Last year the rate of inflation was about 26 per cent. This year we must anticipate that it will be between 9 per cent. and 12 per cent. It might be more, but I am trying to argue in the most charitable way and to put the case most favourable to the Government. Let us say that the rate of inflation will be 10 per cent. this year. On the average equity, a pension fund has a return of about 4 per cent. on its shares. How on earth with a return of 4 per cent. can it hope to fund liabilities that went up by 26 per cent. last year and will go up by 10 or 12 per cent. this year?

Pension funds will either have to turn to the employers—who are caught in the vicious spiral of inflation, the Price Code and other forms of Government interference and might not be able to assist—or they will have to bite into their capital reserves. Unless pension funds are treated in a special manner, many of those who wish to retire with the security and dignity of having provided for their own old age will become no more than pensioners of the State, which so many hon. Members appear to want.

They will be dependent not upon their own activity but on political action. By the 1980s they will be visiting the surgeries of Government Members. They will not be saying that they are relying on their own pensions but that their future security is in the hands of politicians. They will have to depend on the pressure that they can put on politicians for a modicum of comfort in their old age.

We are talking about the independence of private wealth and when one-third of the pension funds of 12 million of our citizens is being attacked, the Tory Party, which is preoccupied with independence and freedom, should be in the forefront of the battle.

Mr. Fairbairn

I have to declare an interest, if it is an interest. I pay £3.16p a year in order to obtain a pension for my widow under an Act passed in the days of George III when the Scots were interested in their families' welfare. I note again that Members of the Scottish National Party are absent from the debate.

My hon. Friend the Member for Wolverhampton, South-West (Mr. Budgen) put forward the real and human arguments in favour of the new clause. But there is a more realistic argument based on the ordinary practical facts of the matter which the Government constantly overlook. If one removes from pension funds part of their money, they will either not be able to discharge their obligations or they will have to obtain the money from some other source, such as Government subsidies.

The Government's unrealism is particularly irritating. The Government attempted, through the mouth of a delightful but completely unbelieving Minister, to argue on the basis of some principle. I have re-read the speech to which I listened in Committee. It is rare in our profession to be able to re-read one's own speeches and discover how ineffective and bad they were. In this case I am sure that if the Minister re-reads the argument with which he attempted to convince his jury, he will see that it is fallacious in almost every sentence.

5.0 p.m.

The hon. Gentleman's principal argument—that what the community gives it should get back—is a nebulous concept. If it has any validity, the obverse of the coin is that what the individual creates he should be allowed to keep. But the Government's philosophy is the reverse. If the individual improves his property, he is rated higher and he must pay more tax for his effrontery; but if the community gives him planning permission to do it, it should have a benefit from that as well. The philosophy is one of "Heads I win, tails you lose."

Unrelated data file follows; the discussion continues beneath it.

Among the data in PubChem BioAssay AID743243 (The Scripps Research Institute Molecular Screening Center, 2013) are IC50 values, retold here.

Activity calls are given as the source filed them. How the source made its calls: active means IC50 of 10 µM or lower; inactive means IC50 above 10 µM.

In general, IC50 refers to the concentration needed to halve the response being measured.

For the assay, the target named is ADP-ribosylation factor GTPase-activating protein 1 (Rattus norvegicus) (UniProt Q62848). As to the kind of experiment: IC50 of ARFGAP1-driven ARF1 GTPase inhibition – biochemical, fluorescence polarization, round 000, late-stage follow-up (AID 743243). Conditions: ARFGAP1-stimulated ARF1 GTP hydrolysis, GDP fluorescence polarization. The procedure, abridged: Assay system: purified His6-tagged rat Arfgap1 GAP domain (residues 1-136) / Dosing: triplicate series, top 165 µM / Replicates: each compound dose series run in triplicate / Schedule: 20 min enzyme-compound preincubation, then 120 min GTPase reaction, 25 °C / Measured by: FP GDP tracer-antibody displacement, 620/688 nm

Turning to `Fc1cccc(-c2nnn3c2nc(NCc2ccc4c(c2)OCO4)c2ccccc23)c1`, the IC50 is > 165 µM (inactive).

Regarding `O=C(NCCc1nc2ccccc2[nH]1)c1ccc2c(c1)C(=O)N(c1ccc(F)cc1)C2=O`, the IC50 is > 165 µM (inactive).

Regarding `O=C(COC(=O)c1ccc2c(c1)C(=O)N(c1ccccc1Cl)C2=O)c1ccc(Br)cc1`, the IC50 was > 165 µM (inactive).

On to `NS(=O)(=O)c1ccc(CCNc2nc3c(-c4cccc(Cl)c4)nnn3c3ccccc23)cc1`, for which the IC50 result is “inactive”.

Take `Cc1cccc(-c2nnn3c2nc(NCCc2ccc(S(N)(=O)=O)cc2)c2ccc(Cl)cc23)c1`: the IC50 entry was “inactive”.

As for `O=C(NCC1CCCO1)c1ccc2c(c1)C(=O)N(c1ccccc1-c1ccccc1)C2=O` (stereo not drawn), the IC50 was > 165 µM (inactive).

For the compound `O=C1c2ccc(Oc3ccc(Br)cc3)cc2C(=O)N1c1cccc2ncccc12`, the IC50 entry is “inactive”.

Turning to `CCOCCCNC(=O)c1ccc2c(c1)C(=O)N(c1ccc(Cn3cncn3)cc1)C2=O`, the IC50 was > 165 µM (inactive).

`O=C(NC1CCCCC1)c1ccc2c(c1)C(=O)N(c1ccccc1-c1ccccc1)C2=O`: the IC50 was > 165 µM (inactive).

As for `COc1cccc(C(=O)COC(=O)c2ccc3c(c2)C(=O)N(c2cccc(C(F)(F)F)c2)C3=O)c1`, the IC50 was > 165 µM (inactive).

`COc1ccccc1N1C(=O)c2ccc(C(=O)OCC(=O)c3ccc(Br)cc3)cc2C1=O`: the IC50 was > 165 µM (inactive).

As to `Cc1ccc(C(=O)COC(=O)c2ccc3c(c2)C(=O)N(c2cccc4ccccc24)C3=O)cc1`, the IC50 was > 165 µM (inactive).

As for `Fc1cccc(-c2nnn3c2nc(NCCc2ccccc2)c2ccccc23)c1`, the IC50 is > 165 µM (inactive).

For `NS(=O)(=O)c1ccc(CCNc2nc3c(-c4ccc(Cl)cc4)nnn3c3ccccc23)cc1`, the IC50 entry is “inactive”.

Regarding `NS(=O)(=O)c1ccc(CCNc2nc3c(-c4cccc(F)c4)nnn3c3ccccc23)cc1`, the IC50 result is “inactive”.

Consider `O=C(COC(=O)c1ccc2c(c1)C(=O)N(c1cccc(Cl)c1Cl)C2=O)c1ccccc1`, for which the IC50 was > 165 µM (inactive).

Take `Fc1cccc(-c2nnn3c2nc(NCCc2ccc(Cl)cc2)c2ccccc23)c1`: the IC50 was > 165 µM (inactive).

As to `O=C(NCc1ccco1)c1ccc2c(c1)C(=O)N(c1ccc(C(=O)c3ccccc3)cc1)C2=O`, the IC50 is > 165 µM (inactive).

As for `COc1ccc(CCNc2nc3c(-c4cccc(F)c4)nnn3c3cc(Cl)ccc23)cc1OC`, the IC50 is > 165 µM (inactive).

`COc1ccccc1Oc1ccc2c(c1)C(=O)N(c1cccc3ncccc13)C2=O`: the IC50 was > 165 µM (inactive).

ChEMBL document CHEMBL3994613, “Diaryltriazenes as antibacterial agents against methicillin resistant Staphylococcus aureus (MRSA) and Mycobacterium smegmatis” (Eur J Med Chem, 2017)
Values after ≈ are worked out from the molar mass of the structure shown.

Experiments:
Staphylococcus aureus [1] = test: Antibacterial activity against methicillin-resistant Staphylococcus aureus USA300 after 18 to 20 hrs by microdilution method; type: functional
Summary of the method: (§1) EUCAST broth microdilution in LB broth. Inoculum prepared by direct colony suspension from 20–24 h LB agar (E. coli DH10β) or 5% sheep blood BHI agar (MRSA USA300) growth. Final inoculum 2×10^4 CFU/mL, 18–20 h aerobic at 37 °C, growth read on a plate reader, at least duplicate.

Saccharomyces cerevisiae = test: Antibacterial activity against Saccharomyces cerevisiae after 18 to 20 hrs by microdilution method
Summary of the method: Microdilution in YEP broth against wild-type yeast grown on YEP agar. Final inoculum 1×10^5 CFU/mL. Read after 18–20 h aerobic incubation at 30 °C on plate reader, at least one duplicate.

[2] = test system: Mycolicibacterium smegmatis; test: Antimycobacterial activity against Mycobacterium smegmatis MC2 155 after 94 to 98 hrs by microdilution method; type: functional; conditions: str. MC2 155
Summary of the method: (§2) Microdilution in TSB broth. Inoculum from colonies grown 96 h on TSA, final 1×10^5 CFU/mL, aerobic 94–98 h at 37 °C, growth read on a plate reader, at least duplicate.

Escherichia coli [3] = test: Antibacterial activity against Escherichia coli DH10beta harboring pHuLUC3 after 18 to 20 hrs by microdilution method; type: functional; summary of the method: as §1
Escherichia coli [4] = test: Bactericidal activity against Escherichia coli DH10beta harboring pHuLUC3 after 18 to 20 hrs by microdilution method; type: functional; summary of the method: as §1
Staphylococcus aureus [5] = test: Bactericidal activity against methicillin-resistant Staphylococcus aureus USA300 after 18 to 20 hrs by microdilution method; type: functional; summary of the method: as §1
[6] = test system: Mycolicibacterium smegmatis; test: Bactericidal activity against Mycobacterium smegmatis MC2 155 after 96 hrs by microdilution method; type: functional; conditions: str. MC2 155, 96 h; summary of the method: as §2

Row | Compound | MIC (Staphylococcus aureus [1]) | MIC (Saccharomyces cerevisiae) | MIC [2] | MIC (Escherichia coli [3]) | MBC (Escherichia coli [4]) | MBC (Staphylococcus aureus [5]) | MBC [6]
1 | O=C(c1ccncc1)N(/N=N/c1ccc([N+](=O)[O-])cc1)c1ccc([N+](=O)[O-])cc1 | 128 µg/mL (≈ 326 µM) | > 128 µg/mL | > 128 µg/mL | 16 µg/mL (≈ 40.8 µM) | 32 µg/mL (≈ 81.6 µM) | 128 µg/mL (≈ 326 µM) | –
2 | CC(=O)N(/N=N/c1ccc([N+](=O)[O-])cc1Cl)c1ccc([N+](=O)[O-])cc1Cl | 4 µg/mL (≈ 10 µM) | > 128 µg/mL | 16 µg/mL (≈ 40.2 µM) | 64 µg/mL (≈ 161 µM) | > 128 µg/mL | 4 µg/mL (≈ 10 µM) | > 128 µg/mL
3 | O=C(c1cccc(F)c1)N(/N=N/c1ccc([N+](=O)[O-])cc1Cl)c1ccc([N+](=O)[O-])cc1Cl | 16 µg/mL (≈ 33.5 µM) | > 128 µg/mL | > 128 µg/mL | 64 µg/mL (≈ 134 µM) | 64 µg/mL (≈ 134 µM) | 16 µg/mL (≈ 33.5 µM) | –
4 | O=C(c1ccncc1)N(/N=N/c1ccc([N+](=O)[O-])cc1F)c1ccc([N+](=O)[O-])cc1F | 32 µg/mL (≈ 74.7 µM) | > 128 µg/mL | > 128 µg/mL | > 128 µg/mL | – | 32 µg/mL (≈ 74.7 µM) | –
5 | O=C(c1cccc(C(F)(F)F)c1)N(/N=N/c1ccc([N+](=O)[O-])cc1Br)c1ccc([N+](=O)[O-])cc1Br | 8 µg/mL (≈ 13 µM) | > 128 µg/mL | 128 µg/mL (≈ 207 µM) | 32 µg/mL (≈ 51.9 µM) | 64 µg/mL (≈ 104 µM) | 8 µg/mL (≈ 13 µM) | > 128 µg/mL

The Minister said in Committee: The argument is that pension funds are good … I do not seek to dissent at all from that assertion. That is a major triumph of condescension. He went on to say: However, one should get this matter into perspective. Pension funds are not the only bodies that serve the community. However, they happen to be one of the exempt bodies which serve the community, and the fundamental argument is that they should remain exempt and not have part of their present income removed for a spurious theory.

The Minister added: 62 per cent. of male workers and only 28 per cent. of female workers were members of pension schemes. … It is in the nature of things no doubt."—[Official Report, Standing Committee J, 28th April 1976; c. 696–97.] I do not know in the nature of what it is that more than twice as many men do what women do, but I think that that was just said as a pause for breath. The hon. Gentleman seemed to think that it was unfair that more men were members of pension schemes, without relating the matter to the number employed or the fact that women were covered by their husbands' pension schemes.

The Minister went on to say that the purpose was to restore to the community most of the benefits arising from betterment following planning permission. That is the supreme fallacy. We have a sort of biblical concept that the Lord gives and the Lord shall take away, that when an official in the planning office gives someone permission to put up a public lavatory, a sweet shop, or a bungalow at the bottom of his garden, that affects everybody else and is all to be taken away.

I read the Minister's speech right through again and underlined it all. He was compelled to advance the wettest, most non-committal argument possible, and he clearly did not believe in it.